We could do this in the US. By could I mean, if we changed tax regulations -- the system is mostly in place already. Wage income is deducted "pay-as-you-go" here, too. All of my interest, dividends and gains were already reported (but not deducted) by the entities that paid them. The IRS could have just sent me a bill for that with what they already know. Most of the data I put on my 1040 is redundant for the IRS. The biggest impediment -- other than changing the law -- would be that not claiming all your deductions could result in paying far more than you really should owe, especially if you have a mortgage, give to charity, or need to report other such deductions.

Comment: Re:base it around my OS (Score 1) 378

by Rob the Bold (#46757061) Attached to: Slashdot Asks: How Do You Pay Your Taxes?

. . . at some point you're clicking quickly because you just want to get shit done and accidentally upgrade yourself to a $120 tax package. After that, you literally cannot back out or restart.

You can, but it requires human intervention from customer service and takes a few hours. Obviously, this would be a problem if it happened at the last minute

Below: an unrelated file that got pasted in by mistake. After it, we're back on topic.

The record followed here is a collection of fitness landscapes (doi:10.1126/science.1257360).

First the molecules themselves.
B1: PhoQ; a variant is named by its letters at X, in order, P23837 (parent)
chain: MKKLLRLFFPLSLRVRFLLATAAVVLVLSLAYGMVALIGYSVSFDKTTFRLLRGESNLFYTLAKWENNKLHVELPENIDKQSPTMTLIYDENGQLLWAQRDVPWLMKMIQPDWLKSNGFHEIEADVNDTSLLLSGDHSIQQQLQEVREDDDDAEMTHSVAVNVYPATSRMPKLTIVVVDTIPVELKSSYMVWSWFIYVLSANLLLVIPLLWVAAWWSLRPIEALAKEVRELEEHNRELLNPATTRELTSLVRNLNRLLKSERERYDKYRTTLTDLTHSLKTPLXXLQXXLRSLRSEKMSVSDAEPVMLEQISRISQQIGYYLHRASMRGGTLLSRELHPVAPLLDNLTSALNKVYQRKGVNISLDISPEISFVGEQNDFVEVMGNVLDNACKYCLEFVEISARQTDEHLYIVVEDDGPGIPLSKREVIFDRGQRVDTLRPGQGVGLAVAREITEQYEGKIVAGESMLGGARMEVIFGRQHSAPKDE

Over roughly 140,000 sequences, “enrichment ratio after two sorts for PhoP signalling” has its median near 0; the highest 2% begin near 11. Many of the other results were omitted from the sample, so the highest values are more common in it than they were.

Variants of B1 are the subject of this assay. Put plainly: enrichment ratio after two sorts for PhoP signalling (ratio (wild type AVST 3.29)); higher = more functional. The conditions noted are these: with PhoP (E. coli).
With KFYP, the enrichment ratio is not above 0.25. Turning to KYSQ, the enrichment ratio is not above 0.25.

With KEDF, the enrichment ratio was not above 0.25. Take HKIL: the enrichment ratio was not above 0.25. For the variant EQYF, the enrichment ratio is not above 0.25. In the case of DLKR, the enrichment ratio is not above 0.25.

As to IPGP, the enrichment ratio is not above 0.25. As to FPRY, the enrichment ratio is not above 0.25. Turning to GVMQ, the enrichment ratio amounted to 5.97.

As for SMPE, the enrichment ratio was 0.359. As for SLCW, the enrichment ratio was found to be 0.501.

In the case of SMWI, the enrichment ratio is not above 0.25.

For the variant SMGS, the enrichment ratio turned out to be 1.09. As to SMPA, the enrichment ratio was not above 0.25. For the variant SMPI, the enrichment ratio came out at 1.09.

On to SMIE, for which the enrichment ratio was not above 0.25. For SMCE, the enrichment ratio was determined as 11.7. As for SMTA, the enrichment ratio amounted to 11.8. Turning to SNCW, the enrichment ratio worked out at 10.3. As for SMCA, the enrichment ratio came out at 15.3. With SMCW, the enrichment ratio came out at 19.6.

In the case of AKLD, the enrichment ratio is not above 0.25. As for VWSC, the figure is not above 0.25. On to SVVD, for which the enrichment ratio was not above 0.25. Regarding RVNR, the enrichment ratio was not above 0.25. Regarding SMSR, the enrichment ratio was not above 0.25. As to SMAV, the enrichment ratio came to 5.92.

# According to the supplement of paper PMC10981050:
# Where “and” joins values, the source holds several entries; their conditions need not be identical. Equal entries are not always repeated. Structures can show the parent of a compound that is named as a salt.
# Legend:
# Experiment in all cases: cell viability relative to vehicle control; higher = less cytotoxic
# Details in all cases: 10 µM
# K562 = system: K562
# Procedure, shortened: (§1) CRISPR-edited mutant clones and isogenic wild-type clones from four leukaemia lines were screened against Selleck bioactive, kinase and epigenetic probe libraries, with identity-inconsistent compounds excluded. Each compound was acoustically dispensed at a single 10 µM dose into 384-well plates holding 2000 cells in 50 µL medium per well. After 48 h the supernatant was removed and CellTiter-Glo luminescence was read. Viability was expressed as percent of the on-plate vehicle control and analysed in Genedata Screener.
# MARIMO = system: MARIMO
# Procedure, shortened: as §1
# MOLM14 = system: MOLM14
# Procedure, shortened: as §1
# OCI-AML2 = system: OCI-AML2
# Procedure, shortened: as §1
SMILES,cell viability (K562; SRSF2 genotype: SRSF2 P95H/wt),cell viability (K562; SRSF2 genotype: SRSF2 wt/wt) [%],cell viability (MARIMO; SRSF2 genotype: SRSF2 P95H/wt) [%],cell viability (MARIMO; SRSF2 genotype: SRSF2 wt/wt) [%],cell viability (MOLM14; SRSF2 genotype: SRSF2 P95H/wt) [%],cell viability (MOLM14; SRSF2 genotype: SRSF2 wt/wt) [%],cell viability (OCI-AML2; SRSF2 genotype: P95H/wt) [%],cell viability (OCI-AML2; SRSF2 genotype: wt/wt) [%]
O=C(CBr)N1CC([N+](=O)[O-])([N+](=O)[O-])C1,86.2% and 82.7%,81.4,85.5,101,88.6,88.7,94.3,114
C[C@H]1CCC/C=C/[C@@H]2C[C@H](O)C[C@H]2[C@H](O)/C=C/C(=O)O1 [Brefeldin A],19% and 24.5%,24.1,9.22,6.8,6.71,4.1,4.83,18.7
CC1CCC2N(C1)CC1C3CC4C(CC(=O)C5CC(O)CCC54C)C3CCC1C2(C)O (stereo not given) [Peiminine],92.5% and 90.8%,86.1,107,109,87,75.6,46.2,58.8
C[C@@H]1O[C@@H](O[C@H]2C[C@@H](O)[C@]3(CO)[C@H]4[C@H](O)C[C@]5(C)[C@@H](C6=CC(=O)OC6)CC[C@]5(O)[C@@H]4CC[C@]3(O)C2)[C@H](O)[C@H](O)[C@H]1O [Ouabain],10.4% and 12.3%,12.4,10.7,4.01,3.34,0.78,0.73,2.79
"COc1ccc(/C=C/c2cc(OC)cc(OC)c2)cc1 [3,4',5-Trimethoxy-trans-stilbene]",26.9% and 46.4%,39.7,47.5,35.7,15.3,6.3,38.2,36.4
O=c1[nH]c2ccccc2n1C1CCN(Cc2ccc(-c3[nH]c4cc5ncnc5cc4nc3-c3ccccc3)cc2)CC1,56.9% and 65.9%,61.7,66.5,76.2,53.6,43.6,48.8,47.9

Comment: Re:Tax Act vs Turbo Tax (Score 3, Interesting) 378

by Rob the Bold (#46757031) Attached to: Slashdot Asks: How Do You Pay Your Taxes?

Although I am moving more and more to Linux I am GOING to keep at least one Windows machine around just to run Tax Act if nothing else!

Tax Cut (H&R Block) online works with Linux browsers. Turbo Tax online complains but works anyway. And Tax Act online at least let me start without any warnings. There really seems to be little difference in the online versions of these services vs the installable Windows program, FWIW to you. I replaced my Mom's XP with Ubuntu and switched her over from Turbo Tax for Windows to Turbo Tax Online. Except for the (apparently bogus) warning when first starting, it worked fine, and she didn't really notice a difference in the experience from last year.

The paranoid might be concerned about filling out their taxes online, but the truly paranoid would note that an installable program could just as easily "phone home" with your tax info, anyway.

Comment: H&R Block online (Score 4, Informative) 378